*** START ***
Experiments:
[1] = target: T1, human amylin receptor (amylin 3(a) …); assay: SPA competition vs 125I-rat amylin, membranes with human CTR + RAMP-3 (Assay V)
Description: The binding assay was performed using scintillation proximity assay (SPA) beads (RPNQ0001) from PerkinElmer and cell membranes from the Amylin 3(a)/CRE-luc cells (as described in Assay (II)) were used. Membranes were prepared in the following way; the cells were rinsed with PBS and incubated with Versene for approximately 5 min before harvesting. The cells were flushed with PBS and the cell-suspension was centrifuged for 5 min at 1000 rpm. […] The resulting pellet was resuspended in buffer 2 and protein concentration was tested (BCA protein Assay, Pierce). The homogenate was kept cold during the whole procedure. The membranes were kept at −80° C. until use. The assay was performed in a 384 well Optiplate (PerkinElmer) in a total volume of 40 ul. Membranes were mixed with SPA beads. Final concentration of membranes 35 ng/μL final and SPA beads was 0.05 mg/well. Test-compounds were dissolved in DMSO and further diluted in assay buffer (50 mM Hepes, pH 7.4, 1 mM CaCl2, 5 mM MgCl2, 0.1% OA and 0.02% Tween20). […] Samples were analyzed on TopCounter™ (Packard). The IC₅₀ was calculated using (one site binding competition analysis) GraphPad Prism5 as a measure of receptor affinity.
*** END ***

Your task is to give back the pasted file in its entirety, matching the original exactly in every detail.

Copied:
Experiments:
[1] = target: T1, human amylin receptor (amylin 3(a) …); assay: SPA competition vs 125I-rat amylin, membranes with human CTR + RAMP-3 (Assay V)
Description: The binding assay was performed using scintillation proximity assay (SPA) beads (RPNQ0001) from PerkinElmer and cell membranes from the Amylin 3(a)/CRE-luc cells (as described in Assay (II)) were used. Membranes were prepared in the following way; the cells were rinsed with PBS and incubated with Versene for approximately 5 min before harvesting. The cells were flushed with PBS and the cell-suspension was centrifuged for 5 min at 1000 rpm. […] The resulting pellet was resuspended in buffer 2 and protein concentration was tested (BCA protein Assay, Pierce). The homogenate was kept cold during the whole procedure. The membranes were kept at −80° C. until use. The assay was performed in a 384 well Optiplate (PerkinElmer) in a total volume of 40 ul. Membranes were mixed with SPA beads. Final concentration of membranes 35 ng/μL final and SPA beads was 0.05 mg/well. Test-compounds were dissolved in DMSO and further diluted in assay buffer (50 mM Hepes, pH 7.4, 1 mM CaCl2, 5 mM MgCl2, 0.1% OA and 0.02% Tween20). […] Samples were analyzed on TopCounter™ (Packard). The IC₅₀ was calculated using (one site binding competition analysis) GraphPad Prism5 as a measure of receptor affinity.